We last met Gilley after one of those academic apoplexies, in which when he suggested colonialism was not all bad and the PhDs screamed “Burn the witch!” For his heresy, he had his paper “The Case for Colonialism” canceled. Yet—important lesson here—he himself was not canceled because he refused to apologize for his non-crime.
Not only did he not back down, he wrote a whole book on the subject, giving us the life of Sir Alan Burns, the last great colonialist and apologist for colonialism.
Burns, a Catholic, was “practically born into the colonial civil service”, beginning his career in St Kitts in 1903 and eventually getting to Nigeria and Gold Coast-Ghana, where the most interesting bits of his life took place.
He did not have a formal university training, and rightly disliked the eventual mandatory “degree” requirements, warning it would “produce young officers ‘full of zeal and theory’ lacking what he considered the two essentials: ‘unlimited patience and a real sympathy for the people'”. His correct judgement, our painful experience shows, now applies everywhere.
Indeed, this cold war between Theory and Reality would define the end of British colonialism. It’s no spoiler to tell you up front the academics won.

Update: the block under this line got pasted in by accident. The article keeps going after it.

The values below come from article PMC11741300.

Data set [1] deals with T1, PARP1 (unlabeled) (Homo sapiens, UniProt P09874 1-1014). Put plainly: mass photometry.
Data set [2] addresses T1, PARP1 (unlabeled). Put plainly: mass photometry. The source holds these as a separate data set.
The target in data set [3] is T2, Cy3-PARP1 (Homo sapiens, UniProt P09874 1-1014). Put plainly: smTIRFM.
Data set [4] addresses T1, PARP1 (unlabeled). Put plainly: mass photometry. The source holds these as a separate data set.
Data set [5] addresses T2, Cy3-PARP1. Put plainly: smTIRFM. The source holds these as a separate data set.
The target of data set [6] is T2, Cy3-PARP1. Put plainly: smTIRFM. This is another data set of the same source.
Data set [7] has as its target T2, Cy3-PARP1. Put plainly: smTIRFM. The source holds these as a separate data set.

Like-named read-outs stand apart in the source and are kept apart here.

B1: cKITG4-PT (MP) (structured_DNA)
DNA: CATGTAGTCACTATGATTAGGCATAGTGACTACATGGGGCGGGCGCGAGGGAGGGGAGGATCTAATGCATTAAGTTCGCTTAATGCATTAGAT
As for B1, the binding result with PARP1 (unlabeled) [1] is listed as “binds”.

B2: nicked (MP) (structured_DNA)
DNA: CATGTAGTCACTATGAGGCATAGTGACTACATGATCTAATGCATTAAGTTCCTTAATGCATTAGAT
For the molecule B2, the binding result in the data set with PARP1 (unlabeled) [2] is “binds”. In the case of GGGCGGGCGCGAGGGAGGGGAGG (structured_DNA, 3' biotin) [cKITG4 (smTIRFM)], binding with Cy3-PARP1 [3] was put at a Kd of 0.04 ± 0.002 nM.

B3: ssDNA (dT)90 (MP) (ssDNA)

Nowhere was this battle better seen than in the following event. Africans in and before the 1940 who populated the Gold Coast had a culturally enriching practice performed after the death of a local king. In 1943, king Atta I died, and the practice went into effect.
A young priest, a “favorite of Atta I, perhaps an illegitimate son”, was waiting under a tree for the official second funeral of Atta. Then this happened:
Suddenly eight men—all descendants of former chiefs—rushed into the courtyard and seized [the young priest]. They thrust a ceremonial dagger through his cheeks and cut off his tongue to prevent him from uttering an oath that would dispel the magical power of his blood. As his mouth flooded red, a bowl was thrust under his chin to catch the precious liquid. “For hours on end the murderers’ cold dagger gagged him alive while his innocent blood gushed profusely on that wretched stool [part of the macabre ceremony],” recalled his relatives later. At the end of his agony, he was beheaded, and more blood was gathered.
This became known as the Ju-Ju murders.
A colonial investigation was launched and evidence gathered. A formality, since the culprits were no secret. A trial was held, guilt was pronounced. The sentence of death followed.
The hanging of the murderers would have proceeded as expected, except for the academics mentioned above. They and the Caring Brigade, now well known to us, took up the punishment of the murderers as a cèlébre. Perhaps you will recognize what happened next.
Burns knew of and despised, and the ordinary Africans knew of and despised, the cannibalism, torture, slavery (as in slavery), human sacrifice, the burning of widows, and “tyrannies of the worst sort” that were part of the local culture. But the Caring Brigade and academics engaged in a “conspiracy of silence” about these practices, and instead focused attention on the racism of hanging non-white men.